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Journal Article

Child and Adult, X and Y: Reflections on the Process of Public Administration Education

Danny L. Balfour and Frank Marini
Public Administration Review
Vol. 51, No. 6 (Nov. - Dec., 1991), pp. 478-485
Published by: Wiley on behalf of the American Society for Public Administration
DOI: 10.2307/976598
Stable URL: http://www.jstor.org/stable/976598
Page Count: 8
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Child and Adult, X and Y: Reflections on the Process of Public Administration Education
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Abstract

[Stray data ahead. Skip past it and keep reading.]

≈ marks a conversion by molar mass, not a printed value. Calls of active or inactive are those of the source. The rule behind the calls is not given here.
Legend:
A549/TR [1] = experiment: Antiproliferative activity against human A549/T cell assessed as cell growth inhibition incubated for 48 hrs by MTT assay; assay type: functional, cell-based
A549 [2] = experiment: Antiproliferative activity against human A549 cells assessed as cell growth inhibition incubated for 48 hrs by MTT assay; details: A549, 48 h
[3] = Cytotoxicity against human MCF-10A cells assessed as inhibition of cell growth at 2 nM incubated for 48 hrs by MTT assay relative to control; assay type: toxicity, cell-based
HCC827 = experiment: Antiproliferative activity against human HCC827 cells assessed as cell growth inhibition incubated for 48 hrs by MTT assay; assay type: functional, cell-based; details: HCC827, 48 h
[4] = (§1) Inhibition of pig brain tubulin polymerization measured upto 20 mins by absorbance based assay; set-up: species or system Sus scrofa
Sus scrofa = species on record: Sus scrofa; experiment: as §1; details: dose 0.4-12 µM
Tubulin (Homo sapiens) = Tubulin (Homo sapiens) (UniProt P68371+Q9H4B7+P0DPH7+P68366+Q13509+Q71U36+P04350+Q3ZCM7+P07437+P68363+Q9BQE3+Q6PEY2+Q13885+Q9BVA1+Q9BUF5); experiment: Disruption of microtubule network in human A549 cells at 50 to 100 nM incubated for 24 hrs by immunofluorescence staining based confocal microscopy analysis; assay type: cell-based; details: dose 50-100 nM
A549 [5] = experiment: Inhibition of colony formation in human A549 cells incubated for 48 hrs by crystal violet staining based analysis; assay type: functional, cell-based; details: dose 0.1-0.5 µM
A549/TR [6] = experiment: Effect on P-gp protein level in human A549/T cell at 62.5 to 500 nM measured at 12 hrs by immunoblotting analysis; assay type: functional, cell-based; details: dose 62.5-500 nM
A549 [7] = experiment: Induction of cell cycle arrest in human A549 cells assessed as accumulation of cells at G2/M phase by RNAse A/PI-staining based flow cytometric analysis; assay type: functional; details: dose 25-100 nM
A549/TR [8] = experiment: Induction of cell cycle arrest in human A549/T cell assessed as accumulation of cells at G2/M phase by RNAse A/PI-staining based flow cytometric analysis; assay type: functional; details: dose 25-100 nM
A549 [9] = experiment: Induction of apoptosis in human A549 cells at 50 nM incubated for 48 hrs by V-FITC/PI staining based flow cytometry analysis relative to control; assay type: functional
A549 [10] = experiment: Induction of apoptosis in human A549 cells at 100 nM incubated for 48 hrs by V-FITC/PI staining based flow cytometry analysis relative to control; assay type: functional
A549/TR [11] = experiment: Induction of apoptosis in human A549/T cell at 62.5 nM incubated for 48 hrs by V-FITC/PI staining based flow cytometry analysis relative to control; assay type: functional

Does how we teach public administration make a difference? Danny Balfour and Frank Marini argue that it does, and that public administration educators have spent too little time debating pedagogical techniques. Mirroring McGregor's classic distinction between management theories X and Y, the authors posit alternative education theories X and Y. Theory X treats learners as passive children whose teachers must make all curriculum decisions and lead students toward preparation for the future. Theory Y views students as relatively autonomous and self-directed learners whose experience is a resource and who can actively participate in the educational process. Public administration education in the future, Balfour and Marini contend, must operate under the assumptions provided by theory Y.

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